How Pacing Trumps Every Other Productivity Strategy
I did it again. After my near burnout experience, I worked way beyond my capacity and fell in the bed exhausted and devastated. I still hadn’t finished my work. I kept on going back to the computer to keep editing the article, but it wasn’t making any sense.
I admire the writers who write an article a day. Some even manage two to three articles a day. I want to become like them. But it will take me years to get there. If I try, I might be able to do that for a few weeks, but I won’t sustain it.
A lot of accomplished writers on Medium advise writing an article a day. It is great advice if you are a seasoned writer. It is not hard to churn out an article a day if you have been writing for a couple of years or more.
And it is true that the more you write, the easier it becomes.
- You have more to say. Your thinking becomes clear, and you build on your previous advice.
- Your sentence structure improves. Writing every day gives you fluency with sentence construction, which inturns make it say to express your thoughts.
- The narrator in you is always on. It takes a while for my narrative voice to turn on when I write articles on alternate days. But if I write every day, the narrator in me stays on. It starts seeing a story in everything.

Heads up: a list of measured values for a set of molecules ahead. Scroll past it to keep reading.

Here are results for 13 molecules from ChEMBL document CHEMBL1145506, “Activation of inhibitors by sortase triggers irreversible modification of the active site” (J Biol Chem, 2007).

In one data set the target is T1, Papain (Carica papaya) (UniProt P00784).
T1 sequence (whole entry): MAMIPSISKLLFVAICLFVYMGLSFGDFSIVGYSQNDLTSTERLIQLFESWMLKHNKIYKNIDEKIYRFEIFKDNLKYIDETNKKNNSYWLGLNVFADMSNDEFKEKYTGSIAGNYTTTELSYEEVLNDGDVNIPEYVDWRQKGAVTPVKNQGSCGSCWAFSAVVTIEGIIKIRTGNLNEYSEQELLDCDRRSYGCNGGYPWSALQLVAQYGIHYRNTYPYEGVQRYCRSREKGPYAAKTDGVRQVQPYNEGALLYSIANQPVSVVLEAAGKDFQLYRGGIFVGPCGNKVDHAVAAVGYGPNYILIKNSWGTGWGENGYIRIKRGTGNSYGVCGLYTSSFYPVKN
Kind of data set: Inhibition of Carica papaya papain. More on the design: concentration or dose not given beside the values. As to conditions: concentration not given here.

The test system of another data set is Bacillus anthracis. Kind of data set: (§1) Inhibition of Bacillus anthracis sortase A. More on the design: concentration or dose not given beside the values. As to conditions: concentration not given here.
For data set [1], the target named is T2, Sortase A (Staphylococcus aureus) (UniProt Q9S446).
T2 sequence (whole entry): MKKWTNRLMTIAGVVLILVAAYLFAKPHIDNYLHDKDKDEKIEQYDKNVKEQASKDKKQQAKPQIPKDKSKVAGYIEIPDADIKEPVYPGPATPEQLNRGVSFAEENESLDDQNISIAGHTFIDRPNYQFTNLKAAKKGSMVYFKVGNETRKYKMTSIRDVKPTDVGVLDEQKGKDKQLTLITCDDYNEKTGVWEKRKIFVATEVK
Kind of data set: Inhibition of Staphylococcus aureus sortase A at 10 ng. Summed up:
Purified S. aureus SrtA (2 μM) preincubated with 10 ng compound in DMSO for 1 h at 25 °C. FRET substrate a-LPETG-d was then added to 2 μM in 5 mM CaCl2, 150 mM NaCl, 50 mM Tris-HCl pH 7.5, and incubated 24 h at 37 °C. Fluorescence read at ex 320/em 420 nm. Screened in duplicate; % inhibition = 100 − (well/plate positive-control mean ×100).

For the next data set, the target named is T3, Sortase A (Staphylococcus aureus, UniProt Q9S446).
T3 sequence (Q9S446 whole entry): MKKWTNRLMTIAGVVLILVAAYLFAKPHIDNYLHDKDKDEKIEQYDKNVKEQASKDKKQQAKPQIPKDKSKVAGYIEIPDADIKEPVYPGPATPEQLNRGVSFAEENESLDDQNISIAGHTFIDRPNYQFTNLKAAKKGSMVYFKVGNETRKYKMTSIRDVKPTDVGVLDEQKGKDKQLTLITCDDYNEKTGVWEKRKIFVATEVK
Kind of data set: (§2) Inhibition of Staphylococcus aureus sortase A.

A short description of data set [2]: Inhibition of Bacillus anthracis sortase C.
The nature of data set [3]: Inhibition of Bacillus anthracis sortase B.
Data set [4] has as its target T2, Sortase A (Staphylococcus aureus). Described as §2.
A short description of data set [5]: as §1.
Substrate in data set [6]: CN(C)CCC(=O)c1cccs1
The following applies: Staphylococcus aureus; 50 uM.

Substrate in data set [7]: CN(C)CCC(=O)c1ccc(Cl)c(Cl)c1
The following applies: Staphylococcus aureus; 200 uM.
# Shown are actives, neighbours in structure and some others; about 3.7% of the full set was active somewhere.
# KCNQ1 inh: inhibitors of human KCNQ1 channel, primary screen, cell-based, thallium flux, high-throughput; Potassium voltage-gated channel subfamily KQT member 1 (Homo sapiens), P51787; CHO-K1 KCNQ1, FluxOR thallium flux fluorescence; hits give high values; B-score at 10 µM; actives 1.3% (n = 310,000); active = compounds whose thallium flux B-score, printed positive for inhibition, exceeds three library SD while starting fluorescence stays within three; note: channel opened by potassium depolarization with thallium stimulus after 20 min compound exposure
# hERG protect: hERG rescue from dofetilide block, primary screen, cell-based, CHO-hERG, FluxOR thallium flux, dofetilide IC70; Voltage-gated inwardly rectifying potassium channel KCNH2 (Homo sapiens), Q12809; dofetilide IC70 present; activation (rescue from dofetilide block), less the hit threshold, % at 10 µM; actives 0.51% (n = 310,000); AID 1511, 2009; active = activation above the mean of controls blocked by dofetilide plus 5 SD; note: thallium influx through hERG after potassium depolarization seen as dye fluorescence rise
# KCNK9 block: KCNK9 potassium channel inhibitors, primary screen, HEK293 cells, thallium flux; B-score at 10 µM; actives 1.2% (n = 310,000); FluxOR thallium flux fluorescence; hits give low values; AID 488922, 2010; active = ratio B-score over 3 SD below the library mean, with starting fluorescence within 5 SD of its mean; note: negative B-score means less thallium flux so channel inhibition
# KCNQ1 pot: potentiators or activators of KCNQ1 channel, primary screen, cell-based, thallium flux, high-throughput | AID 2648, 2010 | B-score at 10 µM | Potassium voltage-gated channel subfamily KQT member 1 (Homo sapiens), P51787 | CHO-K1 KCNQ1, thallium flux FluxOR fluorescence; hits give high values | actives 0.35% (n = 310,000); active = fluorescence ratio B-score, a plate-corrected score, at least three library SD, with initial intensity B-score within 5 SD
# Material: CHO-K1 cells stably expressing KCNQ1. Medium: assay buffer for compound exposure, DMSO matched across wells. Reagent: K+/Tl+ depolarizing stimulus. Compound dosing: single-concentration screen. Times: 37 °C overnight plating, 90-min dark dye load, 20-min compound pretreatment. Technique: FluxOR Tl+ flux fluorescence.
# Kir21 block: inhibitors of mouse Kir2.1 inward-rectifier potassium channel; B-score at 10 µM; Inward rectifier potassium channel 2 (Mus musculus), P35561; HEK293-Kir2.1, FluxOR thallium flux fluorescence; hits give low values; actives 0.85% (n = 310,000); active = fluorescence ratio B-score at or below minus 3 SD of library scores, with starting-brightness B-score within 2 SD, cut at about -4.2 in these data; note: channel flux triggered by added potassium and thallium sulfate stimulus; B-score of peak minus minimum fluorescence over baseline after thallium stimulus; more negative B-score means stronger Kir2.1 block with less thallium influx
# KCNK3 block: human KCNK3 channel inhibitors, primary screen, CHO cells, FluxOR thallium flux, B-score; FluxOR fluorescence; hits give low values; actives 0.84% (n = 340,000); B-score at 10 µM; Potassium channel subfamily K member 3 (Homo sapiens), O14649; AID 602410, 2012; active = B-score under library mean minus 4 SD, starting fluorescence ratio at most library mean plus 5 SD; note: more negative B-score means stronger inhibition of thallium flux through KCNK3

But what if you can’t write every day? What if you are still struggling with coming up with valuable content to write every day? What if you are close to burning out?
The pacing could be a solution then.
What is Pacing?
Let me explain pacing with a story:
In 1911, two teams arrived in Antarctica with the same goal — become the first to reach the South Pole. Roald Amundsen from Norway and Robert Scott from the UK led two different teams to win the south pole’s race.
Both managed to reach the pole. But Amundsen won the race and reached 34 days earlier than Scott.
The worst bit? Scott and 4 of his teammates died on the return journey — just 18km away from their food depot.
A lot of comparisons have been made on both teams’ approaches. Books have been written on it in great detail. The spots they choose as their base camps. Dogs vs. ponies. Amundsen used dogs while Scott used ponies. Since dogs can bear cold weather better than ponies, Amundsen could leave 11 days earlier for the expedition, while Scott had to wait for the weather to become warmer.
Sleds vs. skis. Scott took 3 motor sleds on the expedition, but all 3 broke down very soon. Amundsen focused on making sure everyone on his team knew how to ski well.
Scott’s team was malnourished, and many faced scurvy because of a lack of vitamin C in their diet. Amundsen’s team actually gained weight during their expedition.
But the most significant difference in both their approaches was the pacing of their expedition.
Amundsen made sure his team kept a constant pace of covering between 24–32 km per day. Even if the weather were good, he would not go further.
On the other hand, Scott pushed and trekked as far as 73 km in a single day when the weather and terrain were perfect. The ponies got extremely tired, and they couldn’t cover the average distance the next day.
While on individual good days, Scott could push and cover a lot more ground than Amundsen, overall, his pace was much slower!
It turned out that Amundsen was not only a much better planner than Scott, but he understood that the pacing was the key to coming back alive.